British TV Producers & Filmmakers Call #TimesUp At Sheffield Doc/Fest


Working with Weinstein producer Natasha Dack has urged broadcasters to budget for harassment protection in the same way as environmental concerns, while presenter and filmmaker Billie JD Porter said that more men in the UK television business need to be held to account over their actions in a wide-ranging #TimesUp panel at the Sheffield Doc/Fest.

The pair were joined on the panel – Times Up: The Industry Response to Bullying & Harassment – by Fiona Campbell, Controller of BBC News Mobile & Online, exec producer Jane Merlin and BAFTA’s Director of Learning & New Talent Tim Hunter.

Dack, who runs Tigerlily Productions, the company behind the recent Channel 4 Dispatches doc on Weinstein, said that broadcasters “really need to take a proper look at themselves” after revealing a story about a producer who had made a claim against an on-screen talent, described as a “national treasure”, but was rebuffed after the broadcaster took his side.

One suggestion, she said, “On call sheets nowadays you’ll see a lot of things about environmental concerns so why can’t we put things about behavior and what we expect from people, actually in writing in that way.”

Porter said that the issue would not change in the UK until there were a number of high-profile scalps. “There should be more men who are disgraced by this, I don’t think enough careers are ending over people’s past behaviour, I think more women’s careers are ending because of the amount of time that they’re having to dedicate to this and that happens in a very public sense,” she said.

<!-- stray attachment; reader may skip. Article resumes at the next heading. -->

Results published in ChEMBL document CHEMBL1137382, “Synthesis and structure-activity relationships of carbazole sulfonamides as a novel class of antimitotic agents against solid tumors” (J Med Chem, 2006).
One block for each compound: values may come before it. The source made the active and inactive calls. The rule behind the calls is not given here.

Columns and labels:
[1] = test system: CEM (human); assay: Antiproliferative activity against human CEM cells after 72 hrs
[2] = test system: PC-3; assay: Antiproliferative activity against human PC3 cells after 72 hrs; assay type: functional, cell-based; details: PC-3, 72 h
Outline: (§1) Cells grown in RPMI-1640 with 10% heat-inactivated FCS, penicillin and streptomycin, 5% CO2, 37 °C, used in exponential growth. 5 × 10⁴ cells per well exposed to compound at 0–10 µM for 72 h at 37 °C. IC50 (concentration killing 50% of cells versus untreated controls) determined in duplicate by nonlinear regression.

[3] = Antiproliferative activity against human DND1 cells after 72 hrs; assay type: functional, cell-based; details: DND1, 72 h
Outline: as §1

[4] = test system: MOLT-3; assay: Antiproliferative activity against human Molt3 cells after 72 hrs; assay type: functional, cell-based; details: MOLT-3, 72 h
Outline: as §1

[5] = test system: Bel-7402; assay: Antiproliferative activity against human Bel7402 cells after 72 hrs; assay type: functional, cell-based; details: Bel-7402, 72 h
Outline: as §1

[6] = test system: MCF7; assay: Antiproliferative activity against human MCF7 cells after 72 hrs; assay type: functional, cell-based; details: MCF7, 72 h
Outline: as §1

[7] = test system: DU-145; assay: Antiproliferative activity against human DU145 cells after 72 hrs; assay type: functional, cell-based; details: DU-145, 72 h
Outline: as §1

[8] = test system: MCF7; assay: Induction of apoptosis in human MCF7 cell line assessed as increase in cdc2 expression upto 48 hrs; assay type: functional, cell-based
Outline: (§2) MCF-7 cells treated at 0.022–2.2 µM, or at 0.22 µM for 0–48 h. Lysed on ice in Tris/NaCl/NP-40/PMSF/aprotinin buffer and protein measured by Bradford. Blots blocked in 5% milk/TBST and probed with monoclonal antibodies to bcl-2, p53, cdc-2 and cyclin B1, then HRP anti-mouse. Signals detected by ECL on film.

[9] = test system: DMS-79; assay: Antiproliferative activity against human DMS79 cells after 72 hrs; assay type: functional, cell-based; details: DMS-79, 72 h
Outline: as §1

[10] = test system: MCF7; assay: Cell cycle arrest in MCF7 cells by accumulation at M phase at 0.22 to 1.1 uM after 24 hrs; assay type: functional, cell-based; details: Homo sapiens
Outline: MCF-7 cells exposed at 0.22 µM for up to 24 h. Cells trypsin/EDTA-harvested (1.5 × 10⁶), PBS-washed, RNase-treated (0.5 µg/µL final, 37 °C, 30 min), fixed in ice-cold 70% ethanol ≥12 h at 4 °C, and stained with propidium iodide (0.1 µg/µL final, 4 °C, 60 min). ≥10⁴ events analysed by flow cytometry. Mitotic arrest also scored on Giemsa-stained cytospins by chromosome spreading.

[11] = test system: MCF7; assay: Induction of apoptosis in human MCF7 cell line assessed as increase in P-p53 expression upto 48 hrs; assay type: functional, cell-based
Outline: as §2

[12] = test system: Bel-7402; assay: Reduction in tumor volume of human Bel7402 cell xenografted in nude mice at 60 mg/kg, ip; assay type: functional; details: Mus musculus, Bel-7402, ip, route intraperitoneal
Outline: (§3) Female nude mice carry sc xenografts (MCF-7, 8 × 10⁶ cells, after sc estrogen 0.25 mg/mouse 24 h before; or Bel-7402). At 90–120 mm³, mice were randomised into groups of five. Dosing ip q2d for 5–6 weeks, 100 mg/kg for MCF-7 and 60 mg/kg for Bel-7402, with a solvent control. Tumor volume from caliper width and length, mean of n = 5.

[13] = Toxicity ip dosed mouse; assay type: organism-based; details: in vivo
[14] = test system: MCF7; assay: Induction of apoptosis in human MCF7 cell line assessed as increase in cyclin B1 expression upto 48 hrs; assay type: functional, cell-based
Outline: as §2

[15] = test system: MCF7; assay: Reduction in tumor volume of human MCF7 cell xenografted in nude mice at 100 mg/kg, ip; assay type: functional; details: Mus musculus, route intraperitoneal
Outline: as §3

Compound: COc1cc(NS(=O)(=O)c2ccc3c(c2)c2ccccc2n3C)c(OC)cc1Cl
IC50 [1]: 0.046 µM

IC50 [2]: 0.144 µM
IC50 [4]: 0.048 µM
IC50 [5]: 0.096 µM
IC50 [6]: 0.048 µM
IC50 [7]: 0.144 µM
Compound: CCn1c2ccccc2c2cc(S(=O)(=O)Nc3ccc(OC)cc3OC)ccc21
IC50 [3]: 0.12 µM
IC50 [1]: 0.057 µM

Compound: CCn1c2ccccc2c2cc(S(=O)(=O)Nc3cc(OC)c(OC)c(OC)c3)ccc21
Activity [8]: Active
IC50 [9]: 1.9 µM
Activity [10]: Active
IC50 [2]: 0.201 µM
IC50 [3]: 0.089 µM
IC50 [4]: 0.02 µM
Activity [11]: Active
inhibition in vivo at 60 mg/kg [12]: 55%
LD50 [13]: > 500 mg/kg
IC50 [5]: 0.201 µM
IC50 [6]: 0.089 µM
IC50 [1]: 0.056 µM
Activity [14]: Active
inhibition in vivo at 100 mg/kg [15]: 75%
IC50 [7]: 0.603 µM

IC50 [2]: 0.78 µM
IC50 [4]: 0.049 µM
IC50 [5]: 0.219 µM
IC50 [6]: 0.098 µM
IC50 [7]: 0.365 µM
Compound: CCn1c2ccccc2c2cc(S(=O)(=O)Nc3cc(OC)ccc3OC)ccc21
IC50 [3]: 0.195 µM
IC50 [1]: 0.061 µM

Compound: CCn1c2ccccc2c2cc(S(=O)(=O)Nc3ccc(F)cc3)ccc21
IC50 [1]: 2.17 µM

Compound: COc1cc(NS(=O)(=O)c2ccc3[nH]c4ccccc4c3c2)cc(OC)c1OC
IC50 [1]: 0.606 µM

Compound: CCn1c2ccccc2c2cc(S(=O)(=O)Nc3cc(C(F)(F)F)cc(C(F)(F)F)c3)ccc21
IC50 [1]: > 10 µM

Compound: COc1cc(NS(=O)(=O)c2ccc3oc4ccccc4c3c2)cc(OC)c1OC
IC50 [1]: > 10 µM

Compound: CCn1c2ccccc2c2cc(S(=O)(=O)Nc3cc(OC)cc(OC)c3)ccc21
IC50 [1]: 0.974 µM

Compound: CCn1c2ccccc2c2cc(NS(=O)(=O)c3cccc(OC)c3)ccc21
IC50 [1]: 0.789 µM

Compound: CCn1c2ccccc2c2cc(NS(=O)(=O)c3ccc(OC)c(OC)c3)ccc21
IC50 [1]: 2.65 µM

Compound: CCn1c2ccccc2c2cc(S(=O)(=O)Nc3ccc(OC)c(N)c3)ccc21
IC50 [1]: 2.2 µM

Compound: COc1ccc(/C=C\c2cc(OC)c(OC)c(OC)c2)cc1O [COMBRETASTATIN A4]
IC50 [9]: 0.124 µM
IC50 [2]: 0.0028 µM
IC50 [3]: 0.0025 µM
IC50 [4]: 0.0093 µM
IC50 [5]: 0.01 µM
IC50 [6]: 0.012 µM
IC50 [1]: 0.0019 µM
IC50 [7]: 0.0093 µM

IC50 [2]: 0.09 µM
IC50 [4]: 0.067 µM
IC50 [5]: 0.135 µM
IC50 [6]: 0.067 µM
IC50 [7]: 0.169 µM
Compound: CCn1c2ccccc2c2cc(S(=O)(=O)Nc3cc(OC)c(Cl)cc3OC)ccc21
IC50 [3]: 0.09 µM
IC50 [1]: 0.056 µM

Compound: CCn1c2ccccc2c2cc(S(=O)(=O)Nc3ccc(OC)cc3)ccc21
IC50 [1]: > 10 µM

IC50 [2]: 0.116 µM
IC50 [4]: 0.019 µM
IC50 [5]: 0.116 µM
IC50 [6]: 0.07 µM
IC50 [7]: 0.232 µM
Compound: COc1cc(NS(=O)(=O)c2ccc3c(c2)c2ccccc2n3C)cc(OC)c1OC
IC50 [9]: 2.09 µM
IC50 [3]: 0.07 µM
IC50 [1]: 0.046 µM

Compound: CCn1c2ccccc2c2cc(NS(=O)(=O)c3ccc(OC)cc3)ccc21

The Rose Boy director added that the idea of implanting guidelines would not help and urged women to create their own informal networks to protect one another against abuse.

“To me, I’m sure the idea of implementing guidelines, as brilliant as they are, will summon sighs and eye rolls from male executives across the country because it seems like a chore. I think there have been so many instances of when these complaints do arise, they’re allowed to discreetly leave a company or they’re offered a huge payout and they still have a sparkling CV, whereas the women who have been brave enough to come forward are traumatised,” she added.

In January, Porter made a number of sexual assault accusations against bosses at Vice Media, accusing several Vice employees of giving her a “cocktail of drugs” at work, being asked to perform “sex acts” on her boss, and being encouraged to get drunk before filming, and reported these to HR.

However, she slammed the company’s HR processes and called its response to her correspondence “cold, unresponsive and inconsistent”. Today, she called that investigation a “farce”. “I recently spoke out about the farce of the investigation that went on at Vice after various stories broke there about inappropriate behaviour and crimes that were committed against women. I think that these HR procedures that are being put into place now are ultimately there to protect the company’s interests. I unfortunately regret being part of that investigation at Vice because I don’t think it’s lead to any real change at the company’s core,” she said, adding that one positive to emerge is a “real sense of sisterhood” from women in the British TV business.

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